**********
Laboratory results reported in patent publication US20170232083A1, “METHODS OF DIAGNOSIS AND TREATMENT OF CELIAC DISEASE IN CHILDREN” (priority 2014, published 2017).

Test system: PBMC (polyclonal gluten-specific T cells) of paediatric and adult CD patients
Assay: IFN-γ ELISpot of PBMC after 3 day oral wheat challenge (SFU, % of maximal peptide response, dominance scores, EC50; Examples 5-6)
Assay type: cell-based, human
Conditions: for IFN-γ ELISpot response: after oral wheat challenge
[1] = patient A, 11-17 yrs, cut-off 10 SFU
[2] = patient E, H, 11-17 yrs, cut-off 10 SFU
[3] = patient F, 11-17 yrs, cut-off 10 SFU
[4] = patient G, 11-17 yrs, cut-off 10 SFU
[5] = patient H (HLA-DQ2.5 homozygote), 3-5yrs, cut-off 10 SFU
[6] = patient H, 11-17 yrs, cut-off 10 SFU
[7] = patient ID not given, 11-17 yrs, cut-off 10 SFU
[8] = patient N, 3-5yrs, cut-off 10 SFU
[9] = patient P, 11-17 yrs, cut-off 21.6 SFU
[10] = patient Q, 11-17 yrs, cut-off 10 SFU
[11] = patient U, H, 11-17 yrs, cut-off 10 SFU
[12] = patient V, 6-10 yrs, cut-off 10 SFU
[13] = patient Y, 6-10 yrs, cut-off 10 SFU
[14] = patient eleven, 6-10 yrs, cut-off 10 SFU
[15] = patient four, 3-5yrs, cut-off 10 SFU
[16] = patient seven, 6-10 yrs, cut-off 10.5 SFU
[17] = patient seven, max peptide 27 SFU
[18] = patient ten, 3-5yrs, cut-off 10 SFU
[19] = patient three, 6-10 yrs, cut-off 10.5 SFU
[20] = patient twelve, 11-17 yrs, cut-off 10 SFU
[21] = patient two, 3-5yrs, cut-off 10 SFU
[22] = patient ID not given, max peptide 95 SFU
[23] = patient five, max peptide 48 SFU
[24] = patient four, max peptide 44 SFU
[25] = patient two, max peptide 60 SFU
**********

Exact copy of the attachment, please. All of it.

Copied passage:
Laboratory results reported in patent publication US20170232083A1, “METHODS OF DIAGNOSIS AND TREATMENT OF CELIAC DISEASE IN CHILDREN” (priority 2014, published 2017).

Test system: PBMC (polyclonal gluten-specific T cells) of paediatric and adult CD patients
Assay: IFN-γ ELISpot of PBMC after 3 day oral wheat challenge (SFU, % of maximal peptide response, dominance scores, EC50; Examples 5-6)
Assay type: cell-based, human
Conditions: for IFN-γ ELISpot response: after oral wheat challenge
[1] = patient A, 11-17 yrs, cut-off 10 SFU
[2] = patient E, H, 11-17 yrs, cut-off 10 SFU
[3] = patient F, 11-17 yrs, cut-off 10 SFU
[4] = patient G, 11-17 yrs, cut-off 10 SFU
[5] = patient H (HLA-DQ2.5 homozygote), 3-5yrs, cut-off 10 SFU
[6] = patient H, 11-17 yrs, cut-off 10 SFU
[7] = patient ID not given, 11-17 yrs, cut-off 10 SFU
[8] = patient N, 3-5yrs, cut-off 10 SFU
[9] = patient P, 11-17 yrs, cut-off 21.6 SFU
[10] = patient Q, 11-17 yrs, cut-off 10 SFU
[11] = patient U, H, 11-17 yrs, cut-off 10 SFU
[12] = patient V, 6-10 yrs, cut-off 10 SFU
[13] = patient Y, 6-10 yrs, cut-off 10 SFU
[14] = patient eleven, 6-10 yrs, cut-off 10 SFU
[15] = patient four, 3-5yrs, cut-off 10 SFU
[16] = patient seven, 6-10 yrs, cut-off 10.5 SFU
[17] = patient seven, max peptide 27 SFU
[18] = patient ten, 3-5yrs, cut-off 10 SFU
[19] = patient three, 6-10 yrs, cut-off 10.5 SFU
[20] = patient twelve, 11-17 yrs, cut-off 10 SFU
[21] = patient two, 3-5yrs, cut-off 10 SFU
[22] = patient ID not given, max peptide 95 SFU
[23] = patient five, max peptide 48 SFU
[24] = patient four, max peptide 44 SFU
[25] = patient two, max peptide 60 SFU